AAS 204th Meeting, June 2004
Session 33 Early Science Results from the Spitzer Space Telescope
Topical Session, Tuesday, June 1, 2004, 8:30-10:00am, 10:45am-12:30pm, 2:30-4:00pm, 4:15-6:00pm, 601

[Previous] | [Session 33] | [Next]

[33.04] IRS: The Spectrograph on the Spitzer Space Telescope

J.R. Houck (Cornell University), T.L. Roellig (NASA Ames Research Center), J. Van Cleve (Ball Aerospace), B.R. Brandl (Leiden University), J. Troeltzsch (Ball Aerospace), K.I. Uchida, D. Devost (Cornell University), L. Armus, P.W. Morris (Caltech/SSC), T.L. Herter (Cornell University), D.M. Watson (University of Rochester), V. Charmandaris, D. Weedman, G.C. Sloan (Cornell University), C.J. Grillmair, P.N. Appelton, S.B. Fajardo-Acosta, H.I. Teplitz, J.G. Ingalls (Caltech/SSC), G.E. Gull, C.P. Henderson, S.J.U. Higdon (Cornell University), B.T. Soifer (California Institute of Technology), D.J. Barry (Cornell University), W.J. Forrest (University of Rochester), P. Hall (Cornell University), C.R. Lawrence (California Institute of Technology)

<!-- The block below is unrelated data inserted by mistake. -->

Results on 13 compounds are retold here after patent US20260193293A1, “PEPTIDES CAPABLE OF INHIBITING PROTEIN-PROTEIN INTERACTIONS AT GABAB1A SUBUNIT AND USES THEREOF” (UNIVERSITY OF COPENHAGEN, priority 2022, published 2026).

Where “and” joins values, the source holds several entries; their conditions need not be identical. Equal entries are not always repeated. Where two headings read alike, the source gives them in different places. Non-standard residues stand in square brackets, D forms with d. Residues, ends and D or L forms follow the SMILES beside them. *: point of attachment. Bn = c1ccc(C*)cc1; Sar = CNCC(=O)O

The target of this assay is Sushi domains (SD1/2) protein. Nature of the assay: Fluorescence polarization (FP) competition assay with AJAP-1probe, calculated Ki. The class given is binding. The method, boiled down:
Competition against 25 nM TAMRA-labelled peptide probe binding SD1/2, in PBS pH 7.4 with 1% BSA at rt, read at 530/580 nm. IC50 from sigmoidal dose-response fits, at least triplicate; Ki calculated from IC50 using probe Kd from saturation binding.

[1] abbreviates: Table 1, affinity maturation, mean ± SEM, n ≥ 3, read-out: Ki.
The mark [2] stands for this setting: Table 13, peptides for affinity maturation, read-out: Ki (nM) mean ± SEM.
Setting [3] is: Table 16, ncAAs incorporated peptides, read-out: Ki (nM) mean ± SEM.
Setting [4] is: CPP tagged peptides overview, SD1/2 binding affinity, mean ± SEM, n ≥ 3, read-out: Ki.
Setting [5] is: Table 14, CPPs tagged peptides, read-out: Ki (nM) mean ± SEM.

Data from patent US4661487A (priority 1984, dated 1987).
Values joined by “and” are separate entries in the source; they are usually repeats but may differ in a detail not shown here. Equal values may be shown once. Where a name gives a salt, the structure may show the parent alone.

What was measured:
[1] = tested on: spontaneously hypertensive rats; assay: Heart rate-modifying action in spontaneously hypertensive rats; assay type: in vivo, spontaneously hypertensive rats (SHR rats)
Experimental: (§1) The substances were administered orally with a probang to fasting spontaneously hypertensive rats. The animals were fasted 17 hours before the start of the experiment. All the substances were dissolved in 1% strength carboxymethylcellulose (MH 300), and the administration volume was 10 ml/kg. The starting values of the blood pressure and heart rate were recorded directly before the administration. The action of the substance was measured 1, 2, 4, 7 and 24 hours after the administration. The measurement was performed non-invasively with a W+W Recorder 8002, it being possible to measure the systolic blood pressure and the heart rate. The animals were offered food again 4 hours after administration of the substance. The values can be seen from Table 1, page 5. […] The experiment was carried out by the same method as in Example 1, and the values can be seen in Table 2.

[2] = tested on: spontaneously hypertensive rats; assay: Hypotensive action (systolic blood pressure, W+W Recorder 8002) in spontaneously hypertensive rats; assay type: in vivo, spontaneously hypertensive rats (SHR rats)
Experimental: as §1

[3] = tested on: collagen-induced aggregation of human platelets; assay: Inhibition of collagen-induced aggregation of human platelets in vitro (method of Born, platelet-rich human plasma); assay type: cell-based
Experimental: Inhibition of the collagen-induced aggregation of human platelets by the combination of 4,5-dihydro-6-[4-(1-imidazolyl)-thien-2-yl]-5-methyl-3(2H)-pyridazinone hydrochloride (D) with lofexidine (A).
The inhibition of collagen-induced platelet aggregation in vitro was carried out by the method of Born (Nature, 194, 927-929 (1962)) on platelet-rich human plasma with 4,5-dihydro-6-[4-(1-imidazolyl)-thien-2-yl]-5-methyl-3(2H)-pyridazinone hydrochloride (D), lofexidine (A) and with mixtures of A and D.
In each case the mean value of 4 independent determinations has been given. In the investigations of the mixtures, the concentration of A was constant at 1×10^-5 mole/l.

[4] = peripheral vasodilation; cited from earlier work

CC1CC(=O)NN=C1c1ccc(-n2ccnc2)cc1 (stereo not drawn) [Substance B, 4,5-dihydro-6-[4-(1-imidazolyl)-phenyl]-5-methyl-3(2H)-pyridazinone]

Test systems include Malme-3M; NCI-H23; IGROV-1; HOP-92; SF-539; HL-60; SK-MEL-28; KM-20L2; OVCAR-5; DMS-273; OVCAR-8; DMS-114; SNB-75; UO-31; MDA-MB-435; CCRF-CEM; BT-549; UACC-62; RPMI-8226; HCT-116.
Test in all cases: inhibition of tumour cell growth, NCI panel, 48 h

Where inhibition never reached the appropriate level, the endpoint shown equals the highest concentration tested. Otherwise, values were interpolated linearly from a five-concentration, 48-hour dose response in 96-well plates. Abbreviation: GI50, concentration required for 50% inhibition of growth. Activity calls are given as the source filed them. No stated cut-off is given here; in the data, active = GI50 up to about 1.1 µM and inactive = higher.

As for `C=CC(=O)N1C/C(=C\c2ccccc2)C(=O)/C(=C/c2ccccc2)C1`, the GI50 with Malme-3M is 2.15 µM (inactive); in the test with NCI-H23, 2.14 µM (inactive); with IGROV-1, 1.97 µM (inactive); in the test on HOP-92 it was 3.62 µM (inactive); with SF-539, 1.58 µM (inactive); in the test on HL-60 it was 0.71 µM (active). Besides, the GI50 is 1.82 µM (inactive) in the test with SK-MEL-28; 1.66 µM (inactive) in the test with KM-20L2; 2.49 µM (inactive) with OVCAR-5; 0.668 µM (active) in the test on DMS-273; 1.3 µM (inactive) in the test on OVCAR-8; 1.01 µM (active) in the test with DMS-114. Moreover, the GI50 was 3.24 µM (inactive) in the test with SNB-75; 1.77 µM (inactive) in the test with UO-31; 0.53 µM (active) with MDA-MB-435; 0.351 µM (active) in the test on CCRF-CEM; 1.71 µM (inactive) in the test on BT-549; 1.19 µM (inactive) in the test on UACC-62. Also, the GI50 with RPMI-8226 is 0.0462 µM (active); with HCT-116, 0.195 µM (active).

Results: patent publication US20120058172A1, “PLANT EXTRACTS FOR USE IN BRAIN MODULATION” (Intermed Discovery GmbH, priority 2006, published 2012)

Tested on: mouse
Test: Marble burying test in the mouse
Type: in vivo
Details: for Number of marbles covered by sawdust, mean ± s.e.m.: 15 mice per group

The IRS provides Spitzer with high-sensitivity low and medium resolution spectroscopy over the range of 5.5 to 37 um. The IRS is working very well, and it has greatly extended the sensitivity of mid-infrared spectroscopy. Typical results will be presented to demonstrate the capabilities of the IRS. One of these will be the IRS spectrum of SBS 0335-052, a blue compact dwarf galaxy (BCD) with one of the lowest known metallicities, ~0.025 solar. The IRS spectrum clearly detects the silicate absorption features and puts strong upper limits on PAH emission bands. The high signal-to-noise low-resolution spectrum (R~90) will be compared to spectra of the prototypical starburst nucleus NGC 7714 and the prototypical Seyfert 1 nucleus NGC 4151. SBS 0335-052 is quite unlike normal starburst galaxies, which show strong PAH bands, low-ionization emission lines, and a continuum peak near 100 um. Model fits to the observed spectrum will be presented. The IRS was a collaborative venture between Cornell University and Ball Aerospace Corporation funded by NASA through the Jet Propulsion Laboratory and the Ames Research Center. This work is based (in part) on observations made with the Spitzer SpaceTelescope, which is operated by the Jet Propulsion Laboratory, California Institute of Technology under NASA contract 1407. Support for this work was provided by NASA through Contract Number 1257184 issued by JPL/Caltech.

[Previous] | [Session 33] | [Next]

Bulletin of the American Astronomical Society, 36 #2
© YEAR. The American Astronomical Soceity.